Mission San Francisco da Asis

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by PaytonA1
Last updated 5 years ago

Discipline:
Social Studies
Subject:
History
Grade:
4

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Mission San Francisco da Asis

IntroductionMission San Francisco de Asis was founded in San Francisco on October 9, 1776. Fr. Francisco founded my mission and named it after St. Francis of Assisi. It was the sixth mission to be built. The two nearest missions are San Carlos Borromeo de Carmelo and San Antonio de Padua. It was important to have missions close to each other because the other missions provided people from different places to sleep there so that Native Americans (in the wild) didn't hurt or kill them. My mission's name is San Francisco de Asis but many people call it Mission Dolores.DesignMission Dolores was built in the design of a quadrangle, which means it was built simple with clean lines. There were balconies at my mission. San Francicso de Asis did not have a bell tower but the three original bells still hang over the entrance. The design of the church was 145 feet long, 33 feet wide, and 26 feet high. The church had adobe walls, a tile roof, and tile floors. The mission compound included a patio, living quarters, storerooms, workshops, granary, and an infirmary. Around the mission grounds was a huge cemetery. Many of the native Californians died of illness. The most common illness was the measles. The grounds were very poor for growing anything. There was little space and the soil and weather was bad.Life on the MissionThere were many people who lived at my mission. These people included the Ohlone Native American tribe, Spaniards, and Franciscans. Life at this mission included lots of weaving. Weaving was very important. The most important activity in Dolores was that it was used as a shipping center. Hides and tallow were sent to this mission. The mission produced blankets that came from all the weaving they did. For food the people at the mission mostly ate Spanish dishes. Many people that lived at Dolores ran away. The guards got tired of chasing the Native Americans.After SecularizationAfter secularization, when the missions were closed in 1834, my mission's church changed very little. It has remained the same since the 1790's. My mission was involved in weaving. They made blankets by weaving. My mission was also a shipping center. Other missions sent San Francisco de Asis hides and tallow. Today my mission is used for sightseeing. The largest part of the mission got destroyed by an earthquake, but many people visit the mission to see the cemetery. Many gravestones broke in the earthquake so people had to fix them. The remaining mission was very weak so they used concrete to make it stronger. Today San Francisco de Asis is the oldest standing building in San Francisco.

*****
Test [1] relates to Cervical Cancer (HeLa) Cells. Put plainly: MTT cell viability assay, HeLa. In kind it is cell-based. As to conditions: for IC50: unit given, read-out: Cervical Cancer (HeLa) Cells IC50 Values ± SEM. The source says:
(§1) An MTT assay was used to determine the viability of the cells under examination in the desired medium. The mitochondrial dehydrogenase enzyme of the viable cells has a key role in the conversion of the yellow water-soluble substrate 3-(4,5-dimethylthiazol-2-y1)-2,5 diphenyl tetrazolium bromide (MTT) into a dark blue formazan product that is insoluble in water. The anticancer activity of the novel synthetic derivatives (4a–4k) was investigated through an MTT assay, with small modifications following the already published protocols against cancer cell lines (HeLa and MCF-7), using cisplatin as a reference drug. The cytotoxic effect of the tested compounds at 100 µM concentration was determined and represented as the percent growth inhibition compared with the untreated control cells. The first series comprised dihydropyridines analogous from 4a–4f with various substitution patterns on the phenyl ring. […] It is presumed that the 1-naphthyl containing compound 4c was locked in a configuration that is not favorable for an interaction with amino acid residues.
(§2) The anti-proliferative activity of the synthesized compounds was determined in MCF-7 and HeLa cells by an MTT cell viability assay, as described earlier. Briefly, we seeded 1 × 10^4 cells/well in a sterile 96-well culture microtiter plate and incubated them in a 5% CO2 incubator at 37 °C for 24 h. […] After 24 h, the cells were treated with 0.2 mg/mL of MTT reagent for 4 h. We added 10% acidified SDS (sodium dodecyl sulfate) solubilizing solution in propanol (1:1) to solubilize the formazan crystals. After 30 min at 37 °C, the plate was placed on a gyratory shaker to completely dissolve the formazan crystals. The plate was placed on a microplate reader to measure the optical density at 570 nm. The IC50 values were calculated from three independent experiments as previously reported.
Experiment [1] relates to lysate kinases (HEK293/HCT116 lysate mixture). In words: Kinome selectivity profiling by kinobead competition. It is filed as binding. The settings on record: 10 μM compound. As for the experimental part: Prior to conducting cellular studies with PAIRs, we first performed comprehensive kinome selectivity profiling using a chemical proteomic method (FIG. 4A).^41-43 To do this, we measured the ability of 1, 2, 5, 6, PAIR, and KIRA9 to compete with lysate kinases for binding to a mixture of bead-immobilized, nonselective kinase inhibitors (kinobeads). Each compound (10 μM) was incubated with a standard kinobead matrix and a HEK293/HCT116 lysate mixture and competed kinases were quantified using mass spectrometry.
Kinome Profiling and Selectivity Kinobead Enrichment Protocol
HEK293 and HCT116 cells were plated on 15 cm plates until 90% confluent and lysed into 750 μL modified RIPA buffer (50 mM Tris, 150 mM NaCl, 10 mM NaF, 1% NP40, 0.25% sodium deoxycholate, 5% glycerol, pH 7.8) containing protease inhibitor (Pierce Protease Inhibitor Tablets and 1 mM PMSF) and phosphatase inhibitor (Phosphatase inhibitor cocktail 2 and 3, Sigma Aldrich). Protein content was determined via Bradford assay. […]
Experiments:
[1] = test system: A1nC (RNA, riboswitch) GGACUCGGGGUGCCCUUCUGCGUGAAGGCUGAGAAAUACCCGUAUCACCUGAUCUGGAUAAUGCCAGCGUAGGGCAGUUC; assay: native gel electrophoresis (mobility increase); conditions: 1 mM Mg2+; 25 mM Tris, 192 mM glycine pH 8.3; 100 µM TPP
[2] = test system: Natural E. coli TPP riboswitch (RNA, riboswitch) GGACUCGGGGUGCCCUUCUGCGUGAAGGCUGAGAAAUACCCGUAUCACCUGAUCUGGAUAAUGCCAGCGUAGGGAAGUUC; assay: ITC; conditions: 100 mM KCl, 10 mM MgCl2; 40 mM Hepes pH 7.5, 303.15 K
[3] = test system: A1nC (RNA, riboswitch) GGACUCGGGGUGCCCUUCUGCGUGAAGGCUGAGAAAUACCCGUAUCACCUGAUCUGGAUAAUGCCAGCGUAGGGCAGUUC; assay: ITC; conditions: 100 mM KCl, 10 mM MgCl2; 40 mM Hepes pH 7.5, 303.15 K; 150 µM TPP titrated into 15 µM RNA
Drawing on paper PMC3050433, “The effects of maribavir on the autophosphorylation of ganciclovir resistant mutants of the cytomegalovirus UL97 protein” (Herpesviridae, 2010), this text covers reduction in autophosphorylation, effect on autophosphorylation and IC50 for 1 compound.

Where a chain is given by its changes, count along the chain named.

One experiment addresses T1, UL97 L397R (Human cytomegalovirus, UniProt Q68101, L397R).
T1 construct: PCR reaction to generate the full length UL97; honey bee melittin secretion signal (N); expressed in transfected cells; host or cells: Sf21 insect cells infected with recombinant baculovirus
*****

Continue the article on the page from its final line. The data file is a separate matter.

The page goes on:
Mission San Francisco de Asis

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Timeline Mission Dolores established on October 9,1776.Building was completed on May 20th, 1771Mission Survived the Great Earthquake onApril 18th, 1906

Parish Church becomes a Basilica, Church of the PopeFeb. 8, 1952Pope John Paul II visits mission Sep. 18, 1987

Mission Layout

Front of mission


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